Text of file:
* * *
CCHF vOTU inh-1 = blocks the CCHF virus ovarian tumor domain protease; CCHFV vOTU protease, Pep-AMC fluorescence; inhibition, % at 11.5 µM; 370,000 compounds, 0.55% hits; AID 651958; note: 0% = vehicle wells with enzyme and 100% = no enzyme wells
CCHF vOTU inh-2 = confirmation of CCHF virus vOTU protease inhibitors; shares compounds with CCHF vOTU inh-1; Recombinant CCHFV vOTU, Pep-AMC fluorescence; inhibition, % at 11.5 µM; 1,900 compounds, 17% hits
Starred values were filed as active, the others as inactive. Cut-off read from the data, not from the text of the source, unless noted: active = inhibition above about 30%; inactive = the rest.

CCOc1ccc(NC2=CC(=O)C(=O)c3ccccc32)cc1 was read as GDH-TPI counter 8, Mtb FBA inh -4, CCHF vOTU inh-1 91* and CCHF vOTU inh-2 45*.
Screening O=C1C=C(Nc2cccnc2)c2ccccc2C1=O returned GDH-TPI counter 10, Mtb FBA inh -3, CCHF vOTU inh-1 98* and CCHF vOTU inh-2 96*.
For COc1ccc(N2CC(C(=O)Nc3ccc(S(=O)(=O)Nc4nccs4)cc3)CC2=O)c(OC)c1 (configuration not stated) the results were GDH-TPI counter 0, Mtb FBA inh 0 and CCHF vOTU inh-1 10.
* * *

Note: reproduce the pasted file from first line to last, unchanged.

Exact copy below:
CCHF vOTU inh-1 = blocks the CCHF virus ovarian tumor domain protease; CCHFV vOTU protease, Pep-AMC fluorescence; inhibition, % at 11.5 µM; 370,000 compounds, 0.55% hits; AID 651958; note: 0% = vehicle wells with enzyme and 100% = no enzyme wells
CCHF vOTU inh-2 = confirmation of CCHF virus vOTU protease inhibitors; shares compounds with CCHF vOTU inh-1; Recombinant CCHFV vOTU, Pep-AMC fluorescence; inhibition, % at 11.5 µM; 1,900 compounds, 17% hits
Starred values were filed as active, the others as inactive. Cut-off read from the data, not from the text of the source, unless noted: active = inhibition above about 30%; inactive = the rest.

CCOc1ccc(NC2=CC(=O)C(=O)c3ccccc32)cc1 was read as GDH-TPI counter 8, Mtb FBA inh -4, CCHF vOTU inh-1 91* and CCHF vOTU inh-2 45*.
Screening O=C1C=C(Nc2cccnc2)c2ccccc2C1=O returned GDH-TPI counter 10, Mtb FBA inh -3, CCHF vOTU inh-1 98* and CCHF vOTU inh-2 96*.
For COc1ccc(N2CC(C(=O)Nc3ccc(S(=O)(=O)Nc4nccs4)cc3)CC2=O)c(OC)c1 (configuration not stated) the results were GDH-TPI counter 0, Mtb FBA inh 0 and CCHF vOTU inh-1 10.